Can We Make College Cheaper? - Miller-McCune
The authors of “Why Does College Cost So Much?” take a look at the root causes and determine that we can reduce the price of higher education, but not dramatically.
Critics of American higher education have a set of theories to explain the ever-rising cost of college tuition. Schools are inefficient. They blow too much money on administrators, not enough on academics. The academics they do have spend their time on research, not students. And those students live in an increasingly plush world created by the arms race for prestige rankings: Best medium-sized college in the Midwest! Most wired campus in the country! Top-rated college for would-be aerospace engineers!
“These people are going to say, ‘Ah! Colleges, they’ve turned themselves into country clubs!’” said David Feldman, an economist at the College of William & Mary. “Everybody can point to an anecdote of a souped-up dorm and say, ‘Yep, that’s the problem right there!’”
Feldman and William & Mary colleague Robert Archibald refer to this set of theories as the “dysfunction narrative” of the rising cost of college tuition. This is the narrative that dominates policy debates around what to do about the problem. And Feldman and Archibald argue that these explanations get the whole story wrong.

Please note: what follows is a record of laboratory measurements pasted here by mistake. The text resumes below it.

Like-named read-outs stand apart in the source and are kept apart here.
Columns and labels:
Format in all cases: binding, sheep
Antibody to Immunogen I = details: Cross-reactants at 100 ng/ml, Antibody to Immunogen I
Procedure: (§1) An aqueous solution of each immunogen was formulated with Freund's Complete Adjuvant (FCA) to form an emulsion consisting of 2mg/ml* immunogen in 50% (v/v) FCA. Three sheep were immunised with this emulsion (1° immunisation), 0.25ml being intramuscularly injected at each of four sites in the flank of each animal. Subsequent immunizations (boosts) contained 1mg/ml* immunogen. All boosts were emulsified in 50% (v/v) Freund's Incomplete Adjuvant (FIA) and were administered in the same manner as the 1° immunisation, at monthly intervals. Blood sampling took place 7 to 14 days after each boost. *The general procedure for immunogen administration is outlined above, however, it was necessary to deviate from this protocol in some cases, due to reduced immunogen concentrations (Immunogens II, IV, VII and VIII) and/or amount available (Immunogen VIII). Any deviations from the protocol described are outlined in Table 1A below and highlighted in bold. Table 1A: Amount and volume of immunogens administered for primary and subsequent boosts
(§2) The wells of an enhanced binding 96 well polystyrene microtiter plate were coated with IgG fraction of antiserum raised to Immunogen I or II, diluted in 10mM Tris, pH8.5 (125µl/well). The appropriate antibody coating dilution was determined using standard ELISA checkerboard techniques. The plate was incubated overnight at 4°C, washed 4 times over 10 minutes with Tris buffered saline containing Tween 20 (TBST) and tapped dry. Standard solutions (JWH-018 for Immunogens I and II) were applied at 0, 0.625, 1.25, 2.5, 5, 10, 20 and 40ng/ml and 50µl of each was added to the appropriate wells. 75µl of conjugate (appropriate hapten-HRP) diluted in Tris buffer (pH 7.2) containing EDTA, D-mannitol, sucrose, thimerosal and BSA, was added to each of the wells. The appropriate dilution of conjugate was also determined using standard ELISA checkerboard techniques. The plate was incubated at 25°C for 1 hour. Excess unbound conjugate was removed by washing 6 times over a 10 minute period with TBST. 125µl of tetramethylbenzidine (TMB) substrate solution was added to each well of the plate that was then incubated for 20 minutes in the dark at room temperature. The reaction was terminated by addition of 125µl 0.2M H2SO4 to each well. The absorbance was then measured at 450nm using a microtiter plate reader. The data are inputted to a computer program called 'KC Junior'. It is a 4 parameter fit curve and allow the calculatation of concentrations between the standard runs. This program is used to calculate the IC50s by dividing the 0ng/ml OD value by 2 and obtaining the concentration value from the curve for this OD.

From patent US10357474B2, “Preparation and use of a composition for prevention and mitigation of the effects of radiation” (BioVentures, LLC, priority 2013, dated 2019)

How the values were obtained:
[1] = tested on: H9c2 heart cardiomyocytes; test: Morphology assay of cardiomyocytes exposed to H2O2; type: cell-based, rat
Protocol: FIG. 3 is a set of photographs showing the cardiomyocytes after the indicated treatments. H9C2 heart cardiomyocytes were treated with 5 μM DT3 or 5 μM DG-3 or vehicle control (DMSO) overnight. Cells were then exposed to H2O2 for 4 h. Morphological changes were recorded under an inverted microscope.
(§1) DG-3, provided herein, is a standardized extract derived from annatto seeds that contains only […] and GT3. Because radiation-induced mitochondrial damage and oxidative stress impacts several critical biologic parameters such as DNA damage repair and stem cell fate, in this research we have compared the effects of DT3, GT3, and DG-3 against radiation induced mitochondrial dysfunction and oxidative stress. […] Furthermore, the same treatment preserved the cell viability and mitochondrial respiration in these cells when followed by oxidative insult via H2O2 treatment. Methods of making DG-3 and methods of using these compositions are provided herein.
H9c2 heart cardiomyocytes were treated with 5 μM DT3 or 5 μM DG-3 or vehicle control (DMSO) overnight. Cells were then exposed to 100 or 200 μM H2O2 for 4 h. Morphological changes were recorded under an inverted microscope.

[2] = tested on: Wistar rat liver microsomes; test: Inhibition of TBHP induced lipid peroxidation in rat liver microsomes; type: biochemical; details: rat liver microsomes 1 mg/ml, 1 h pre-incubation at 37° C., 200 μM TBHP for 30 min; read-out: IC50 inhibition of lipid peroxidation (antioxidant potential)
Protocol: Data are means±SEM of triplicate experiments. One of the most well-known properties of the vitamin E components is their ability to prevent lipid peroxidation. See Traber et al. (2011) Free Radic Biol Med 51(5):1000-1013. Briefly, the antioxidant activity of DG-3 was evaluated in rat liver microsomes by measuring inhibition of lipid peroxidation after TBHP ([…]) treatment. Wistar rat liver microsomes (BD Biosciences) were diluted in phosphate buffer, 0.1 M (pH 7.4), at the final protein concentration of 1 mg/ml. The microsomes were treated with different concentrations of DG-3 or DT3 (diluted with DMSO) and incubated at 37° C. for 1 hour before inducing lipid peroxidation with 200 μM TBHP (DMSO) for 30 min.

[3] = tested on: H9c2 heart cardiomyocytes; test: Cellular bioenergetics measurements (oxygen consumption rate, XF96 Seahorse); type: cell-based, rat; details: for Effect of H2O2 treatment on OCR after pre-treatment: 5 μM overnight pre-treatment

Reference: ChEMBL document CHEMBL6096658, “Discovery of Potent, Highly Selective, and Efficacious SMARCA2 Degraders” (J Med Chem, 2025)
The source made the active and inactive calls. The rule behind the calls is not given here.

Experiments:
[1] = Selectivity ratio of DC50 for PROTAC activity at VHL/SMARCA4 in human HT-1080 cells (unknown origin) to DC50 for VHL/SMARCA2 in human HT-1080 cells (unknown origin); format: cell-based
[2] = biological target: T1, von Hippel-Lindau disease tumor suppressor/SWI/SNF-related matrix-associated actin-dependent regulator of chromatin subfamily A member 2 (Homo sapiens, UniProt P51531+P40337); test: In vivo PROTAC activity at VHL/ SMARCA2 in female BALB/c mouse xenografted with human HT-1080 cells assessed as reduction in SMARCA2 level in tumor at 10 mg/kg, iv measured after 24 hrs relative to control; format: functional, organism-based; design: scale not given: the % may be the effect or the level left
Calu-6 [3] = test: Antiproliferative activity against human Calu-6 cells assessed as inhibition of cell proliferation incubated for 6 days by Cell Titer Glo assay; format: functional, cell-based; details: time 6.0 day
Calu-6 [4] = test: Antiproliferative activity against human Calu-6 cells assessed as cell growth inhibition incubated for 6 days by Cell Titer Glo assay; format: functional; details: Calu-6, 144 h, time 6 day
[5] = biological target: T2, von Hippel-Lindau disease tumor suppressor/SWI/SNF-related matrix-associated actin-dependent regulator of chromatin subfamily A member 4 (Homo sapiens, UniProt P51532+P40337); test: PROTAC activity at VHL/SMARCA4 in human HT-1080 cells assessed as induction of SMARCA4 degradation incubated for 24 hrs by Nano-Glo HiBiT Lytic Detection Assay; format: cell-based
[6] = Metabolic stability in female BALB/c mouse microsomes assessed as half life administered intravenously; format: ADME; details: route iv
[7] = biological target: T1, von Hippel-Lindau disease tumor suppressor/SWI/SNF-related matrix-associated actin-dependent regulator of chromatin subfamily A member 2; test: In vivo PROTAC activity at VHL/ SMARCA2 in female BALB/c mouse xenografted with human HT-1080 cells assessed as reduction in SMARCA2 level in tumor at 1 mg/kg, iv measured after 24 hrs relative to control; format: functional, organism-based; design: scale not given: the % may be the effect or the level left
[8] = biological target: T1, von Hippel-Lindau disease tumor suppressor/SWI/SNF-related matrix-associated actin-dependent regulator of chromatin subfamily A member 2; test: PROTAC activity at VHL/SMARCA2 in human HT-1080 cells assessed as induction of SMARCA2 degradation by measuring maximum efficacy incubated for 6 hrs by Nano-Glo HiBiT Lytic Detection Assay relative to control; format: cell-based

“There’s a part of the story they may explain,” Archibald said. “But I think it’s a much smaller part of the story than other people think.”
The two economists pick apart the case for higher-ed dysfunction in their book, “Why Does College Cost So Much?” And they’ve distilled their alternative explanation into a breezier paper just published by the American Council on Education that should inform policymakers and angry Occupiers trying to figure out where all this college debt came from — and what we’re going to do about it if we want more Americans to have access to some higher education.
“Everyone’s saying, ‘but we ought to just be able to economize and cut out all the fat, that’s the solution to this problem. Schools are fat, sassy and over-fed. And if government cuts off the spigot, it’ll force us to become more efficient,’” Feldman said. “We began to look at that seriously: Is that really what’s going on?”
Their first observation is a jarring one: the cost of college education generally always rises faster than inflation. But the pair argues that’s not the real problem here; education isn’t unique in this. Feldman and Archibald produce this graph charting products (cars, jewelry, nursing homes, education, etc.) that grew more costly than the rate of inflation over the last six decades: